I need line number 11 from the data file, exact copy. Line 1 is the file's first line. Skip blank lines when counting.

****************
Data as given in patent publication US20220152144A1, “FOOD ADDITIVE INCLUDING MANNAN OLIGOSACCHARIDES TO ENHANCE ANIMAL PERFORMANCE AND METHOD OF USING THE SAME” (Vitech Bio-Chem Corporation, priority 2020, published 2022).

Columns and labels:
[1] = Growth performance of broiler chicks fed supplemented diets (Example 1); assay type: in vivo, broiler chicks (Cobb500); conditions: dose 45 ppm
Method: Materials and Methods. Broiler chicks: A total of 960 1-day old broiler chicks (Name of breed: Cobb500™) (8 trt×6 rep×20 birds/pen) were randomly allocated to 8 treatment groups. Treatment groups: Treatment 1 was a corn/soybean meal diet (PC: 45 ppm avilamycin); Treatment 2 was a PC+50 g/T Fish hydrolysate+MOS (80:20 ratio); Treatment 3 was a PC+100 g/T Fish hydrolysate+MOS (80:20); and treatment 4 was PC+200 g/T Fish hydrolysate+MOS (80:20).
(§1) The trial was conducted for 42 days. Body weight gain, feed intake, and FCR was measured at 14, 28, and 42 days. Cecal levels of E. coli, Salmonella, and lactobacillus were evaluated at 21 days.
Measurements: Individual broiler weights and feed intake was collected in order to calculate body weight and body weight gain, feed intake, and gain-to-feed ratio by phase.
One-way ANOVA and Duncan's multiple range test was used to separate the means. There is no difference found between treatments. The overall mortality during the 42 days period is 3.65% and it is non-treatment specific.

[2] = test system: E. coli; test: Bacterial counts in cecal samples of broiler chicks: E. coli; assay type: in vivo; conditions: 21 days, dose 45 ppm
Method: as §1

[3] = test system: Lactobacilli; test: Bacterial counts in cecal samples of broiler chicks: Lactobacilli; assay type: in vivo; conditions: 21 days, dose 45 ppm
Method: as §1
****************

Method: as §1